I'm also at 2000ft elevation. All shift points were at 5500rpms.


P.S. 525rwhp when we hit the Nitrous and spun the tires off the dyno.

P.S.S. Be nice guys, keep the pontiac jokes to a minumum. You won't want to know how many clevelands, 428fe's, 460's and any stroked ford combo I spanked so far.
the weight of the wheels & tires

Okay, I'll bite. Why would this make a difference in the figures?

Air temp = a difference, check.
Exhaust = a difference, check.
Transaxle friction loss = a difference, check.

But how does wheel/tire weight affect chassis dyno horsepower? I can see it affecting how fast you get rpms up, but the actual horsepower?

enlightenment please...

Originally posted by #7260:
Pantera's don't have drivetrains, they only have driveshafts. A 20% loss of HP from a mid engine car to the rear wheels seems high. Chuck


everything in front of the driven wheels is the drive train, all cars have a drive train. In the Pantera that includes the motor, the clutch, the ZF, the half shafts and the stub axles.

20% loss includes the difference in the motors performance exhausting into the engine dyno exhaust system (normally a set of headers exhausting into short sections of exhaust tubing, but no mufflers) and the car's real exhaust system; the air heated in the engine bay, which accounts for 1% loss of bhp per 10 degrees F, the frictional losses of the transaxle and the weight of the wheels & tires.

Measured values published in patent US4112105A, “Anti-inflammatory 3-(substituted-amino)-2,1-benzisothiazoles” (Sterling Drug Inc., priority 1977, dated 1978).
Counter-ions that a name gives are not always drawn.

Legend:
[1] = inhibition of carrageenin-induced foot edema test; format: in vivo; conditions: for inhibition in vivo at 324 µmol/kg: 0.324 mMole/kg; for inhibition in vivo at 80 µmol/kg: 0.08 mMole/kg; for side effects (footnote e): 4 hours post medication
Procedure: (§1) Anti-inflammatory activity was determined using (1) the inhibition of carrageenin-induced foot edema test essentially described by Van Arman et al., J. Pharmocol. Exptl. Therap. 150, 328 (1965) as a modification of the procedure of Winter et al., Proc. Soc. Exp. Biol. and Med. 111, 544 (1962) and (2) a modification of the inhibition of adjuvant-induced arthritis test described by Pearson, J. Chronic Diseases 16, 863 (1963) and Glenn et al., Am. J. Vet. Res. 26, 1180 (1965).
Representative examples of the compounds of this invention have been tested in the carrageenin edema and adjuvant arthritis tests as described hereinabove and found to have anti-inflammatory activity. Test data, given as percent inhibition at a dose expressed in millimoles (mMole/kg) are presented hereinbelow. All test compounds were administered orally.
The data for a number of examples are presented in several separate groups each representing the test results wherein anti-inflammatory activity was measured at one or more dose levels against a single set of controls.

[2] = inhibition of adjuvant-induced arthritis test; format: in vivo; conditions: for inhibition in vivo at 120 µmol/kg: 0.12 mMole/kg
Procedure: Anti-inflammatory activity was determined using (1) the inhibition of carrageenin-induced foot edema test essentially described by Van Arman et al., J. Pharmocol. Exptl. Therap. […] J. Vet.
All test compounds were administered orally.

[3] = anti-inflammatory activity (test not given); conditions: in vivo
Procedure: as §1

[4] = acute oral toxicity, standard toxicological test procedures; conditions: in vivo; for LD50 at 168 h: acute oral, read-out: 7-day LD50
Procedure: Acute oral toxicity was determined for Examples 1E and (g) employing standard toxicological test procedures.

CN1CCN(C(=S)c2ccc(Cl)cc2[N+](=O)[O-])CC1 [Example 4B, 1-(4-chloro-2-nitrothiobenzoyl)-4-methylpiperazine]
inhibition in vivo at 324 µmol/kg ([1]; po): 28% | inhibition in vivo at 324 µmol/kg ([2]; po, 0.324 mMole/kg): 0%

A front engine rear wheel drive car can have loss numbers in the 20% range too, using an aluminum drive shaft, titanium axles, light weight wheel/tire assemblies. The standard front engine RWD car has quite a bit more loss, more on the order of 25%.

cowboy from hell
> So I wouldn't personally expect the losses from one car to another
> to be consistent, I would expect some variations.

A case in point. On the last 408C we dyno'd we had a difference of
50 HP between the Pantera Euro GTS mufflers and 3" inlet/outlet
Magnaflow mufflers. That's a 10% variation on a 500 HP motor.
The conversion numbers are meaningless.

Dan Jones
bhp = Brake Horse Power

a "brake" is just another term for a dynomometer.

To distinguish between an engine dyno and a chassis dyno, some folks use the terms fwhp for flywheel horsepower (engine dyno) and rwhp for rear wheel horsepower (chassis dyno). Normally when I'm talking informally with folks I'll say a car is "on the rollers" when I'm referring to the chassis dyno.

doesn't help at all, does it? have a great weekend!

cowboy from hell